Larry Reynolds, University Distinguished Professor of animal sciences, is teaching for the “Biology and Technology of Reproduction In Mammals” master’s program at the University of Murcia in Murcia, Spain.
The program, which is in its 13th year, enrolls 20 students per year. Each student must complete formal coursework in reproduction in mammals during the academic year and a 12-credit internship during the summer semester, and also must write a master’s dissertation. Graduates of the program are employed in assisted reproduction or infertility laboratories in research and commercial or clinical settings throughout the world. Numerous graduates have gone on to pursue their doctorates.
The faculty are from the veterinary faculty (where Reynolds is working) and the Faculty of Medicine. Program instructors are typically from the University of Murcia, other universities and private companies.
Reynolds has lectured on “Histological organization of the Reproductive Tract,” “Physiology of Pregnancy in Domestic Animals” and “Physiology of Parturtion,” and has assisted with several laboratory exercises, including “Anatomy of the Female Reproductive System in Humans and Livestock,” “Identification of Stage of the Estrous Cycle by Observing the Ovary” and “Collection of Oviductal Fluid and its use in Culture of Oocytes.” He also has directed student seminars on “Effects of steroid and other endocrine disruptors on testicular function,” “Steroids and endocrine disruptors in female reproductive function” and “Effects of maternal stressors on fetal and placental development.”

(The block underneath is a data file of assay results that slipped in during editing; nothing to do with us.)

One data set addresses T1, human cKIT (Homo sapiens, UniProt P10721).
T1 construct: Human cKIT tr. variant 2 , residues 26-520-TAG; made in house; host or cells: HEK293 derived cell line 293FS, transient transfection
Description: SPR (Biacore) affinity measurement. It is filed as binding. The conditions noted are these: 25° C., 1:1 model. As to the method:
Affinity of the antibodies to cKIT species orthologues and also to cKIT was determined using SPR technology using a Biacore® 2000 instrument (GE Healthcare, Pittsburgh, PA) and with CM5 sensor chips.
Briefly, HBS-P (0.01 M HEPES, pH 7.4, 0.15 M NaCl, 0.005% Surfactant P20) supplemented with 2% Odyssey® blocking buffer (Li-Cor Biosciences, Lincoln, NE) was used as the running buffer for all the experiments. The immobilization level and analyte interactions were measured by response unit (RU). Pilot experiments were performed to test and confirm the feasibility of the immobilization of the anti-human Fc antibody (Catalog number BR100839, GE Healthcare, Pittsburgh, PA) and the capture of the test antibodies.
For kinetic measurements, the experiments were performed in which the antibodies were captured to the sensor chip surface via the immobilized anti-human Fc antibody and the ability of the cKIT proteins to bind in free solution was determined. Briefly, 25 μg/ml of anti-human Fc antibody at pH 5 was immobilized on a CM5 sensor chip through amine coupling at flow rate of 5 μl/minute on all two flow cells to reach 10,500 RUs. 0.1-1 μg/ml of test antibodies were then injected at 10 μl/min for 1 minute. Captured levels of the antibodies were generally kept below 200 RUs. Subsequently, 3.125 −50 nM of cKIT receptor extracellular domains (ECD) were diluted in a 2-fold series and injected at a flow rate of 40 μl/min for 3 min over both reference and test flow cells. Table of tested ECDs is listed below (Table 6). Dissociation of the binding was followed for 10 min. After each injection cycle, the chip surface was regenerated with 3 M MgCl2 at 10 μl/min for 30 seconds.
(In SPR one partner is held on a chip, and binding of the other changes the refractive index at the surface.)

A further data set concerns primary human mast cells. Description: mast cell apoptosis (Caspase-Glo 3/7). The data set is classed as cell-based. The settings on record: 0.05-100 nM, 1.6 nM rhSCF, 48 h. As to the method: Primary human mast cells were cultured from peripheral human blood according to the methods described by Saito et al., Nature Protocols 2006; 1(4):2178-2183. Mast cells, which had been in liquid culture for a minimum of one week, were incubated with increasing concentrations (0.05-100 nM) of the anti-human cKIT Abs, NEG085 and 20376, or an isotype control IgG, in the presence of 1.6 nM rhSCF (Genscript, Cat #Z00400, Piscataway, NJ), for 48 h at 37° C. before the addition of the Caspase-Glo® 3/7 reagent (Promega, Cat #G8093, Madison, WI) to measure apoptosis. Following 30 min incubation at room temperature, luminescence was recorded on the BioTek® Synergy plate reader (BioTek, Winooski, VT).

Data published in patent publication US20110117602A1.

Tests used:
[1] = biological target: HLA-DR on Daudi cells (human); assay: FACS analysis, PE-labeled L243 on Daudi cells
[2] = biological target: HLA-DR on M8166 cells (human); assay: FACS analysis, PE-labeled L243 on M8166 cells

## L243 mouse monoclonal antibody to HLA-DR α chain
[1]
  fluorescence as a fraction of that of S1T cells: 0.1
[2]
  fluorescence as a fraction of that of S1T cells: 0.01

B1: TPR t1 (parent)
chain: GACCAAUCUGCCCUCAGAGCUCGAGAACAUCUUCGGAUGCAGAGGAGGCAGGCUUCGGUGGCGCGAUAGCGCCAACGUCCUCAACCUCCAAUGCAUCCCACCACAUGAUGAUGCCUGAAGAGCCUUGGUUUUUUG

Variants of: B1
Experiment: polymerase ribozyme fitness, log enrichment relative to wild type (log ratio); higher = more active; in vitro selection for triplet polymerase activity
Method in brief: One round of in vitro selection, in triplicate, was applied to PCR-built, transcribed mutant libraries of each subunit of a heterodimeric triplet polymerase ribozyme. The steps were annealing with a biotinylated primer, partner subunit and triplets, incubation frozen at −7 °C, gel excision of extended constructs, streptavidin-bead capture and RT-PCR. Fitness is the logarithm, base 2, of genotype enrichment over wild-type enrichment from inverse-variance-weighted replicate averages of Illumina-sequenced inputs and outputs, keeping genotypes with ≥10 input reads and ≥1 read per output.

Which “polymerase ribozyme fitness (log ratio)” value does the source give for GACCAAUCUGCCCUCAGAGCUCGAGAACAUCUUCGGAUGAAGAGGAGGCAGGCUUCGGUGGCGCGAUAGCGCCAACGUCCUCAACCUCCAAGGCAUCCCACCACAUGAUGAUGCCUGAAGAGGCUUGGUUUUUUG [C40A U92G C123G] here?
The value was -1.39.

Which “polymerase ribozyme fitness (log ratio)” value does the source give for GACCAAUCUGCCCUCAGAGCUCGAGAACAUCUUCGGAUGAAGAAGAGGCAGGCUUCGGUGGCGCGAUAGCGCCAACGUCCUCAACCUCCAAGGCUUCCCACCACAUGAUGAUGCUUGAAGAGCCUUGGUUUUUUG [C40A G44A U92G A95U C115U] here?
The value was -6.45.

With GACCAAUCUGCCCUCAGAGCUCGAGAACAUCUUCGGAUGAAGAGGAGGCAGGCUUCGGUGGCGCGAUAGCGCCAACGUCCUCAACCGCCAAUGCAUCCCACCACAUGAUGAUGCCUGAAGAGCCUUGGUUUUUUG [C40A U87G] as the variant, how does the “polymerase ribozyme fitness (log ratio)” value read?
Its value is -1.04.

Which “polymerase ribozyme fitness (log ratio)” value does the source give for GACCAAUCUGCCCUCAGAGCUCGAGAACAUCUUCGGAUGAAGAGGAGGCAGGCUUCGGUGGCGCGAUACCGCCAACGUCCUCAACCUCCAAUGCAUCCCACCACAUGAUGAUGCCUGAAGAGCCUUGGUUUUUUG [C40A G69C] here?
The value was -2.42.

Reynolds also is taking part in research by the animal physiology group of the veterinary faculty, which is primarily focused on improved methods of in vitro fertilization in livestock and humans.
Reynolds was one of three keynote speakers at the closing and opening ceremony for the program, in which the graduating students from 2016-17 received diplomas and the incoming 2017-18 students were welcomed. In addition, he participated in a public outreach event for STEM disciplines at the University of Murcia’s downtown campus as well as a meeting in Lorca, Spain, sponsored by a regional pork producers’ group.
During the academic year, students in the program have lectures and laboratories for eight to 10 hours per day, five days per week. The formal coursework covers 16 subjects in mammalian reproduction, ranging from morphology and function of the male and female reproductive systems to reproductive problems to assisted reproductive techniques to ethics of reproductive technologies.
Reynolds arrived in Spain on Sept. 23. His participation in the program and research at the University of Murcia is being funded by a Senior Fulbright Scholar award. Reynolds and his wife, Kay, are staying in Las Torres de Cotillas, a small city near Murcia. He will be at the University of Murcia until Dec. 20.
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